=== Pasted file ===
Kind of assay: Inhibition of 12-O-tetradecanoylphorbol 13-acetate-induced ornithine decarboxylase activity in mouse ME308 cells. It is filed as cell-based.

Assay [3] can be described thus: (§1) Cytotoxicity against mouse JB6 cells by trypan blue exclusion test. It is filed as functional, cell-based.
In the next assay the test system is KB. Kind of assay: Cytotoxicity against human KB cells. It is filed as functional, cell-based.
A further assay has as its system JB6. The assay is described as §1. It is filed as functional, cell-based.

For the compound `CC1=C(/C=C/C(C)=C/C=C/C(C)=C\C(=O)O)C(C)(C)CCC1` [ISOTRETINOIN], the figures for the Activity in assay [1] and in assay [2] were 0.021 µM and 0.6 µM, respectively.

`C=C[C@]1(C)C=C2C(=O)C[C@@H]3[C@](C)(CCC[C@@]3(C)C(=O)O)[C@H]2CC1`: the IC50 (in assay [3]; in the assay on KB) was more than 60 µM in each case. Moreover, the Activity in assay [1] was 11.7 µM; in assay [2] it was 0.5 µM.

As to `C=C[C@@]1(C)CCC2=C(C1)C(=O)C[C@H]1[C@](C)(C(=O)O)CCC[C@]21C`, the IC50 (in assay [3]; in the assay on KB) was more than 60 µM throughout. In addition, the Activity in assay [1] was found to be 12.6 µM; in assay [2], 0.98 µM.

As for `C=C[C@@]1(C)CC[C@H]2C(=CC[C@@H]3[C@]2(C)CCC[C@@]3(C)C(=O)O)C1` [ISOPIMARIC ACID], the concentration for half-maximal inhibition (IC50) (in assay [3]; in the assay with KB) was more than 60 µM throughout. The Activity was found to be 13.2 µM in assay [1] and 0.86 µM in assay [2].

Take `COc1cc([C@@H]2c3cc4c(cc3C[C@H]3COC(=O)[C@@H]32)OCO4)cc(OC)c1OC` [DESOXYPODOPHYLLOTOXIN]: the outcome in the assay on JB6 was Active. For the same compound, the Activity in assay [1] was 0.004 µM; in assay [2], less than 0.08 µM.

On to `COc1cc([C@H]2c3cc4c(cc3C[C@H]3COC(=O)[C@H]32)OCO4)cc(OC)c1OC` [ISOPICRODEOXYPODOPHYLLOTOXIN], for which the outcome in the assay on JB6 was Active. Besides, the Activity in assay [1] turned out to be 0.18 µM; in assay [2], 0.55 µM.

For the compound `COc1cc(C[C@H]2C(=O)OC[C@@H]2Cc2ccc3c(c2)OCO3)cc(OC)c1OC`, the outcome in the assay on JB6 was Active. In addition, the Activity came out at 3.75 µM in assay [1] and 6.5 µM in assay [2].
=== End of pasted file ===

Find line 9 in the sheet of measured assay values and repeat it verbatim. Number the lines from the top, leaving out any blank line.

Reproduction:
Take `COc1cc([C@@H]2c3cc4c(cc3C[C@H]3COC(=O)[C@@H]32)OCO4)cc(OC)c1OC` [DESOXYPODOPHYLLOTOXIN]: the outcome in the assay on JB6 was Active. For the same compound, the Activity in assay [1] was 0.004 µM; in assay [2], less than 0.08 µM.